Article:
The Philippines light up during People Power Day. The islands celebrate the end of the autocratic rule of Ferdinand Marcos. Last year was the 25th anniversary. The effect of this one may not be as clear as some of the others, but it's definitely worth mentioning we think.
Easter celebrations in Spain and Mexico are clearly visible in the first weeks of April. Since Easter isn't always celebrated on the same day we see a rather irregular pattern here. We also see that Iran is still lit - there is a two weeks school Holiday after Nowruz so there's no surprise there.
This is probably the clearest example of all: Labor Day celebrations light up Europe and China in a big way. Who doesn't want to take a picture of a nice 1st of May Parade? I think we even see some light in North Korea. Japan is also one big flash, but it's not because of Labor Day. It's because the Japanese have public holidays on the 29th of April, the 3rd of May and the 4th of May. That's three public holidays in one week. So they have the whole week off and enjoy the blosoming cherry trees.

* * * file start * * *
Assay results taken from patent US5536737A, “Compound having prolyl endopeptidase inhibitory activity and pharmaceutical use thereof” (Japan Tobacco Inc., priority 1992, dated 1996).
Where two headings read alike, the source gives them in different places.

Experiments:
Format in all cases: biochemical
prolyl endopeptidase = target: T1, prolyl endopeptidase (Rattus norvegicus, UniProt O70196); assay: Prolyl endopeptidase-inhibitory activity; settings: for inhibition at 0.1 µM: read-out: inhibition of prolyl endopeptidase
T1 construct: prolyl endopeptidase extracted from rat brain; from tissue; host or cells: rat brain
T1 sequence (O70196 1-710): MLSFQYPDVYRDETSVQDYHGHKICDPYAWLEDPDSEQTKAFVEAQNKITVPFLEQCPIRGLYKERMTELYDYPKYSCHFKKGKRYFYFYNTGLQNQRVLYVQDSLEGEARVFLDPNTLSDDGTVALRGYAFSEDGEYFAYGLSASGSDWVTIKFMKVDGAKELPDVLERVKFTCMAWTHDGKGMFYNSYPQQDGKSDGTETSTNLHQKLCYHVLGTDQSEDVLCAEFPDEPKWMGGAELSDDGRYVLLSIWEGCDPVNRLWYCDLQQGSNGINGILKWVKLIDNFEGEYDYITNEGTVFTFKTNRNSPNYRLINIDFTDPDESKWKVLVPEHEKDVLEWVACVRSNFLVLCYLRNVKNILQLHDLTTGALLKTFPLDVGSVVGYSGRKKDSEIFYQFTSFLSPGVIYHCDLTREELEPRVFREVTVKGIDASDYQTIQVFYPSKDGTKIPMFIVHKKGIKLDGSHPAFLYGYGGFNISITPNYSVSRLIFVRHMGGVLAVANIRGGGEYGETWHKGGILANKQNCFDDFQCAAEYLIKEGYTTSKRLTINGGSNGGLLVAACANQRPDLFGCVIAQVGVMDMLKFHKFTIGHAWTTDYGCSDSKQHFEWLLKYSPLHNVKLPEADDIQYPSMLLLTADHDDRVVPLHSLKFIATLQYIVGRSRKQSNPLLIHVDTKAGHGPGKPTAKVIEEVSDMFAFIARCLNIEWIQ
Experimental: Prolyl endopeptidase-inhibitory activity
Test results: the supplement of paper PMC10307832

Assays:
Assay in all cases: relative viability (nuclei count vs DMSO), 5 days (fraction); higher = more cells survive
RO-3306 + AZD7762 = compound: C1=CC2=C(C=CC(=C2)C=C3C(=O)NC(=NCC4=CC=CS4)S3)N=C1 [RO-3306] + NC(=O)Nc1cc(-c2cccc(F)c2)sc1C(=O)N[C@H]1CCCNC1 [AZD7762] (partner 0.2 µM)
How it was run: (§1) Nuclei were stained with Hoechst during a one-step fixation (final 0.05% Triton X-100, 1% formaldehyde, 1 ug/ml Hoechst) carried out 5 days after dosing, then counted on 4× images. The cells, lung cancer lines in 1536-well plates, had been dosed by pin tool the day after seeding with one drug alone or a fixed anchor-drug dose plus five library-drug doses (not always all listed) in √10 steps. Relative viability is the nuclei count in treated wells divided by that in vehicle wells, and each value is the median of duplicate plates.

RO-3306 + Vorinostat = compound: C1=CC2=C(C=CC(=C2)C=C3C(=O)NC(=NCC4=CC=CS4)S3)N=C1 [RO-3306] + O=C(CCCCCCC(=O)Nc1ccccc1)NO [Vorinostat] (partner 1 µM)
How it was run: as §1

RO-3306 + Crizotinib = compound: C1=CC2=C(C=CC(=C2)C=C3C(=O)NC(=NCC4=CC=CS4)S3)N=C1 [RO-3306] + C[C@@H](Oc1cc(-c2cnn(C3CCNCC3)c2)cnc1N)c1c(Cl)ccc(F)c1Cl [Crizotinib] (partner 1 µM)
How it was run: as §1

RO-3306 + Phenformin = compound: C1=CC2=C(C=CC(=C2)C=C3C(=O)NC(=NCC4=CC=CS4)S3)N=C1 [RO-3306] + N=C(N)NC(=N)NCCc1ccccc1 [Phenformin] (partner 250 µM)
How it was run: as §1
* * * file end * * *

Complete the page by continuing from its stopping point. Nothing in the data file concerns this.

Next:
The 9th of May is the official end of World War II. It's celebrated big time in Russia.
Youth Day in Turkey is clearly visible. It's Youth Day everywhere but the Turks have an extra reason to celebrate. In 1919 on May 19th Ataturk landed in Samsun, which is regarded as the start of the Turkish War of Independence.
Russia day sees flares in Moscow, St. Petersburg and the surrounding countryside.
Canadian cities light up during Canada Day. The fact that Canadian cities are mostly close to the US border and that the rest of Canada is well, a bit empty, makes this one a bit hard to spot. But if you know where to find Toronto and Montreal on a world map you see that they are having fun there and taking pictures to prove it.
Independence day shows intensified activity in the USA. Because there are so many pictures taken in the USA year round the effect is less overpowering than the 1st of May celebrations in China and Russia, but you can still see that the USA lights up. Europe starts to get pretty much filled with flares too and will remain so for two months. Those Europeans have really long Summer holidays...